Saturday, March 27, 2010

The Pseudoscience of Hate

Why hate? Quite simply hatred is the first step on the road to Pseudoscience. The best way to get someone to believe in your ideas is not to debate and disprove the competition. That's a fool's errand that is worse when you are a respected pseudoscientist.

The best way to prove your point is to de-huminize the competition. You want people to feel only hate and fear for your opponent. The masses will simply not believe any proof from a devil incarnate or a godless heathen.

Here is another great experiment for the budding pseudoscientist:

Have a debate with a scientist on if the Earth is flat. Say to the listeners of the debate that the scientist likes children in inappropriate ways, worships the devil, loves Hitler, and is only doing this for the money. Don't be afraid to say that the scientist is not human. De-huminizing is the best method for slamming an adversary. People love to hate and it is easier if they are not human or less than human.

Another technique is to prove they do not belong to a certain club, like Christians or Republicans. Better yet, make sure you call them Liberal, Democrat or Atheist! Catholic is ok too because nothing better than to make them a part of a club that Glenn Beck already hates.

Debate is not what we are really teaching here. Do not be afraid of the 'debate' word. Just promote fear, uncertainty, and doubt (FUD) - throw in a heaping cup full of hate too. You may not win, but you will seed the FUD in the minds of the listeners.

Remember, and intelligent argument will only cause you to loose in a fair fight with a scientist.

Friday, March 26, 2010

Experiments for Budding Pseudoscience

Here are a few good experiments for budding Pseudoscientist:

  1. Ask people what it would take for them to discard a belief. Then give them what they need and see if they still believe.
  2. Compare the IQ of people that believe and not believe in a pseudoscience.
  3. Invent a fact and convince people it is real. Then show them it is not real. See how many still believe that the fact is real.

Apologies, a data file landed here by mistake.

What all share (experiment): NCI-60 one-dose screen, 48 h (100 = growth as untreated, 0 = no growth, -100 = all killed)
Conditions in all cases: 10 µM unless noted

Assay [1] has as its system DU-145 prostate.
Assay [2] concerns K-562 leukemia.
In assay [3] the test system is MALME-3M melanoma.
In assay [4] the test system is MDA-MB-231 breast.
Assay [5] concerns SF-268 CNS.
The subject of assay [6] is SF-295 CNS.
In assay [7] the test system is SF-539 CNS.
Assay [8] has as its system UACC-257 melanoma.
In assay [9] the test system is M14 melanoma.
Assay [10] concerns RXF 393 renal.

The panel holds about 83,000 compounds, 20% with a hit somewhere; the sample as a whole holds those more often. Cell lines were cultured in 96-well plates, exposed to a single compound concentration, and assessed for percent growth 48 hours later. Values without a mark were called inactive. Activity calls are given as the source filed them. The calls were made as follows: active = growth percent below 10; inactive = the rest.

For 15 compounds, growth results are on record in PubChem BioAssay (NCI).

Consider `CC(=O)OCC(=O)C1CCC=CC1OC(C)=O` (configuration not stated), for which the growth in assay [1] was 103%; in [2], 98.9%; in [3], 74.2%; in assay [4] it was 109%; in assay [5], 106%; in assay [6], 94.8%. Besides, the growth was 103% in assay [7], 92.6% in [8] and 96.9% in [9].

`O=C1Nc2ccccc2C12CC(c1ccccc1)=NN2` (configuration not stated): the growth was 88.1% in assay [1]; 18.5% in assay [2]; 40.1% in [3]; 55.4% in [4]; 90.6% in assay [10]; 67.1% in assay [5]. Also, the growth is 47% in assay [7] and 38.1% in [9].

If you have more experiments, let me know!

Sunday, March 21, 2010

Pseudoscience And Food!!!!

Jamie Oliver (Naked Chef) has a new show on Sunday (March 26 at 9pm ET on ABC). Sadly this is going to put a dent in a great tradition of pseudoscience in the food labs. You might not think there is pseudoscience in the lab at McDonalds,The Cheesecake Factory, or just about any food manufacturer. I was unaware too, so let us start on a little journey.

I started learning about the great tradition of pseudoscience by reading The End of Over Eating, by David Kessler. It seems that if you look at modern food, from Cheetos to... well the Cheesecake Factory. The book very carefully explains how the combination of sugar, salt, and fat cause our brains (and the well fed brains of experimental rats) are hypnotized into overeating.

Where is the Pseudoscience? I can hear you asking, "They are using rats, that is real science!" Yes, they have science, but they are leaving something out of the equation and that is why food science is usually pseudoscience  - especially when practiced by a food company. The little thing they leave out is the full equation in the cause and effect department.

If you make food really really good, people will eat a lot of food. This is because these scientific frankensteins of salt, sugar, and fat are cheap, and available in quantity. Nobody at the drive up window says you can't order two burgers and supersize the Coke and fries. Simply our brain treats the food like a light weight cocaine causes us to then gain weight.

Here is a great Boys Book experiment: Try to resist a good bowl of m&m's. There is a reward when you get the fatty sugar rolling around your mouth. Feel and hear that goodness packaged in that healthy celery stalk like crunch. Better yet, though branding, you know every m&m tastes like an m&m and has that same reward. You are going to be rewarding before you ever pick one up and when you do, reward! Why not reward yourself with another m&m for being a very perceptive bipedal mammal! Record how many you eat, despite feeling something has hypnotized you.